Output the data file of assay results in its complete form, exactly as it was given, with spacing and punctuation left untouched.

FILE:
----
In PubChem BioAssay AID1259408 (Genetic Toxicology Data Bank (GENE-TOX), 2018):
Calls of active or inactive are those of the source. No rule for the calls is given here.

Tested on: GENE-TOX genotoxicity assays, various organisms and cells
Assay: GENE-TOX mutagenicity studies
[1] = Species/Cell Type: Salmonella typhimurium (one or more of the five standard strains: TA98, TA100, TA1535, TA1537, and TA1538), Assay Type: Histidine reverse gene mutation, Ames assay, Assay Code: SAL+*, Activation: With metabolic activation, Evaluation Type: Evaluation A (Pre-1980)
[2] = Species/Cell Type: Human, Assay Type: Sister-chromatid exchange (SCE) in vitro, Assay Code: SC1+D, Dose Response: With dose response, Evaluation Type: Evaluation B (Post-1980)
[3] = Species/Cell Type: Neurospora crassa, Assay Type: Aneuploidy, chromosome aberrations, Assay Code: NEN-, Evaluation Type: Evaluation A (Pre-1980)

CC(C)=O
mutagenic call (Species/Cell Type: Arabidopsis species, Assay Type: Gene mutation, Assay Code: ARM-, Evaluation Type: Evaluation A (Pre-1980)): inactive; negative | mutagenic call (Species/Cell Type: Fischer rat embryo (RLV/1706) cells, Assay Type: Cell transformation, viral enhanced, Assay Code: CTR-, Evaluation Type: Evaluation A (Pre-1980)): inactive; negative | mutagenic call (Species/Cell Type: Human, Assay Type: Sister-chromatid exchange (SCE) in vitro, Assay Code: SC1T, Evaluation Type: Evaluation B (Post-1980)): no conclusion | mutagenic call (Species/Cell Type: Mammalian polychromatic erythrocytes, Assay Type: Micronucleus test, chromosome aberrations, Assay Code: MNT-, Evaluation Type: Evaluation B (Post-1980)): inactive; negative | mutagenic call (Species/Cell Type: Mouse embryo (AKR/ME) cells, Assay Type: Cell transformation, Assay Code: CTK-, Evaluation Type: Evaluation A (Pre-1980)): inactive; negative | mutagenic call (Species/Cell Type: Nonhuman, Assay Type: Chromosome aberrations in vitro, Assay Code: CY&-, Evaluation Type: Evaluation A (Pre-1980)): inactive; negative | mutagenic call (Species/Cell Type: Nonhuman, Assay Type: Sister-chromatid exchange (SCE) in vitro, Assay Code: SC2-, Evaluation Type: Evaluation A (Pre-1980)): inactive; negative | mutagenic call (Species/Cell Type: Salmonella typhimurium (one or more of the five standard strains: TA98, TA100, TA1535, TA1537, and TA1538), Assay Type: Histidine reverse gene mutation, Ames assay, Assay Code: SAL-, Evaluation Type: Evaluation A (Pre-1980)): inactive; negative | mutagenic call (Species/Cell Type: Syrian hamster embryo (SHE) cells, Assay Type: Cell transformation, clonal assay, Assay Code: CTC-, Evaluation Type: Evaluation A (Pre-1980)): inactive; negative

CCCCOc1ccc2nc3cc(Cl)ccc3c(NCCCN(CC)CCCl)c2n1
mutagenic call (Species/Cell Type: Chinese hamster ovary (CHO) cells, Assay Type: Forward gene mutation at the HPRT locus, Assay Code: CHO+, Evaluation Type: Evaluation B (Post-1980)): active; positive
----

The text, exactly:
In PubChem BioAssay AID1259408 (Genetic Toxicology Data Bank (GENE-TOX), 2018):
Calls of active or inactive are those of the source. No rule for the calls is given here.

Tested on: GENE-TOX genotoxicity assays, various organisms and cells
Assay: GENE-TOX mutagenicity studies
[1] = Species/Cell Type: Salmonella typhimurium (one or more of the five standard strains: TA98, TA100, TA1535, TA1537, and TA1538), Assay Type: Histidine reverse gene mutation, Ames assay, Assay Code: SAL+*, Activation: With metabolic activation, Evaluation Type: Evaluation A (Pre-1980)
[2] = Species/Cell Type: Human, Assay Type: Sister-chromatid exchange (SCE) in vitro, Assay Code: SC1+D, Dose Response: With dose response, Evaluation Type: Evaluation B (Post-1980)
[3] = Species/Cell Type: Neurospora crassa, Assay Type: Aneuploidy, chromosome aberrations, Assay Code: NEN-, Evaluation Type: Evaluation A (Pre-1980)

CC(C)=O
mutagenic call (Species/Cell Type: Arabidopsis species, Assay Type: Gene mutation, Assay Code: ARM-, Evaluation Type: Evaluation A (Pre-1980)): inactive; negative | mutagenic call (Species/Cell Type: Fischer rat embryo (RLV/1706) cells, Assay Type: Cell transformation, viral enhanced, Assay Code: CTR-, Evaluation Type: Evaluation A (Pre-1980)): inactive; negative | mutagenic call (Species/Cell Type: Human, Assay Type: Sister-chromatid exchange (SCE) in vitro, Assay Code: SC1T, Evaluation Type: Evaluation B (Post-1980)): no conclusion | mutagenic call (Species/Cell Type: Mammalian polychromatic erythrocytes, Assay Type: Micronucleus test, chromosome aberrations, Assay Code: MNT-, Evaluation Type: Evaluation B (Post-1980)): inactive; negative | mutagenic call (Species/Cell Type: Mouse embryo (AKR/ME) cells, Assay Type: Cell transformation, Assay Code: CTK-, Evaluation Type: Evaluation A (Pre-1980)): inactive; negative | mutagenic call (Species/Cell Type: Nonhuman, Assay Type: Chromosome aberrations in vitro, Assay Code: CY&-, Evaluation Type: Evaluation A (Pre-1980)): inactive; negative | mutagenic call (Species/Cell Type: Nonhuman, Assay Type: Sister-chromatid exchange (SCE) in vitro, Assay Code: SC2-, Evaluation Type: Evaluation A (Pre-1980)): inactive; negative | mutagenic call (Species/Cell Type: Salmonella typhimurium (one or more of the five standard strains: TA98, TA100, TA1535, TA1537, and TA1538), Assay Type: Histidine reverse gene mutation, Ames assay, Assay Code: SAL-, Evaluation Type: Evaluation A (Pre-1980)): inactive; negative | mutagenic call (Species/Cell Type: Syrian hamster embryo (SHE) cells, Assay Type: Cell transformation, clonal assay, Assay Code: CTC-, Evaluation Type: Evaluation A (Pre-1980)): inactive; negative

CCCCOc1ccc2nc3cc(Cl)ccc3c(NCCCN(CC)CCCl)c2n1
mutagenic call (Species/Cell Type: Chinese hamster ovary (CHO) cells, Assay Type: Forward gene mutation at the HPRT locus, Assay Code: CHO+, Evaluation Type: Evaluation B (Post-1980)): active; positive